Because Protolabs offers a number of digital manufacturing services, the staff track the continuing advancements in additive manufacturing (also known as industrial 3D printing), injection molding, machining, and materials. Additive manufacturing, in particular, continues to undergo frequent advances. Recently, Applications Engineer Eric Utley offered his observations of the ongoing developments in additive technology.
1.Which additive technologies are leading the way?
Direct metal laser sintering (DMLS) is currently the industry leader for the production of metal parts. Historically, selective laser sintering (SLS) was the best-suited technology for production plastic parts, but because of the significant speed advantage of the HP Multi Jet Fusion (MJF) system, that 3D printer is quickly gaining ground. As HP expands the capabilities of this printer, (material options, colors, and so on) they will continue to gain ground here.
But there are a lot of new and exciting technologies that either came out recently or are on the horizon. Carbon’s CLIP technology prints plastics and elastomers very fast and has impressive material properties. And both HP and Desktop Metal (among others) are developing binder jetting processes that can potentially produce production metal printed parts much faster than DMLS.
- What are the benefits and challenges of each?
DMLS is capable of very complex metal parts. One benefit is it can take out unnecessary material to make parts extremely light weight, or add functionality to a single piece such as a complex manufacturing fixture. The challenge of the DMLS process is the extreme internal stresses that can develop in parts during the build, so DMLS has among the most stringent design restraints of any 3D printing processes. Poorly designed parts can require a tremendous amount of support structures and will face dimensional issues.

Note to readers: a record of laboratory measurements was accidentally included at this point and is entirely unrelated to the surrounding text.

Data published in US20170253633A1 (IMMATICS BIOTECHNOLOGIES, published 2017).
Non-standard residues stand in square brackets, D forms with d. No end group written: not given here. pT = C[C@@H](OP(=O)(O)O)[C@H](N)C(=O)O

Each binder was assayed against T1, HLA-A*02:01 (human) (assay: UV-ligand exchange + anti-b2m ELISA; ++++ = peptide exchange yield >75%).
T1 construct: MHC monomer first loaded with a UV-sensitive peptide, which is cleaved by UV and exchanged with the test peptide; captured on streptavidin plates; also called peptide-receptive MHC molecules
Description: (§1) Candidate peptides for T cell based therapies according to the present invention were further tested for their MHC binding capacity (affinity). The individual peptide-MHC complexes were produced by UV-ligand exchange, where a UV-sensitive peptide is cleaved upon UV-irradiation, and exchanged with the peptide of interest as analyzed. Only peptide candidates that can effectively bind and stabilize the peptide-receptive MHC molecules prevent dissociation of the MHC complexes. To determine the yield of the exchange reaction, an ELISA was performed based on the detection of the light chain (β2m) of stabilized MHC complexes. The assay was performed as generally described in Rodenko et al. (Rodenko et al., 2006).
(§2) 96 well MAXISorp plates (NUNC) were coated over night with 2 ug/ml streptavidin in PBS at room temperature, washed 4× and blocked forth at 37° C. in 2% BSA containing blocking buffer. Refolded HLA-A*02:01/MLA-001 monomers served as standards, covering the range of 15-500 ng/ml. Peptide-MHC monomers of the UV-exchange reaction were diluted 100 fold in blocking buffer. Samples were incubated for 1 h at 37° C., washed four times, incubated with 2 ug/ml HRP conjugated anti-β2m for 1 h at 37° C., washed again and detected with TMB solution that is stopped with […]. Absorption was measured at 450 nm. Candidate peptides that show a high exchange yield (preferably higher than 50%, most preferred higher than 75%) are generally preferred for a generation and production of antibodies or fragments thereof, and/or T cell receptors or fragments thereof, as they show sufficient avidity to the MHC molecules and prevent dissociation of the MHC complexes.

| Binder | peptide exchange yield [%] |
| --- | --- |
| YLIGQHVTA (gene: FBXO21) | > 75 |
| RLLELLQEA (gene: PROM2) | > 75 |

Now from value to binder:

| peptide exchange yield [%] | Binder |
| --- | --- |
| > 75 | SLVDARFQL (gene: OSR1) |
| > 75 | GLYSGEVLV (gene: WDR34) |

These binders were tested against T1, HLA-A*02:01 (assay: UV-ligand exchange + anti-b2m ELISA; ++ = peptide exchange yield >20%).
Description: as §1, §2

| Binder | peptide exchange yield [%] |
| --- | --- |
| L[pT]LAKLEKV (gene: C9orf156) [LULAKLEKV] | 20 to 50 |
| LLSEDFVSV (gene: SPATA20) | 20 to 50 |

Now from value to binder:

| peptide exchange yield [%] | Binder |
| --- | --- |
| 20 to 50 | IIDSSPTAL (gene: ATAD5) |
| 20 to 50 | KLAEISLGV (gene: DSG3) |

The HP Multi Jet Fusion 3D printer has proven to be able to print nylon parts very quickly and with a consistent surface finish. The minimum feature size and layers are both slightly smaller than conventional SLS. Since there is no real support structure, the technology allows tremendous design freedom. However, MJF is still a relatively new technology with few material options. It is a strong option for low volume production, but due to the labor and raw material costs it still cannot compete with conventional manufacturing for moldable geometries at elevated quantities.
- How can users achieve better end-use production?
In general, production 3D printed parts should fit three needs: be highly complex in design, have a high value, with a need for fewer than 1,000 or so production runs. Otherwise, the parts may be better candidates for conventional manufacturing.
If the part is metal and needs to be DMLS, it is likely worth it to spend some time evaluating the geometry to see if it can be optimized for the process.
Virtually all 3D-printing processes benefit from having consistent wall thicknesses and adding internal and external radii to corners and edges. If the parts require secondary processes like machining or painting, keep in mind the parts will likely need to be fixtured and held somewhere, and think critically about what is really required. Do you really need a polished finish over the whole part, or just the aesthetic side? Does the whole part need secondary machining, or just a few holes reamed to spec? Cutting down on unnecessary requirements will keep costs and lead times reasonable.
These are just a few developments and features to keep in mind as additive continues to shift from a prototyping tool to a production technology. Stay tuned!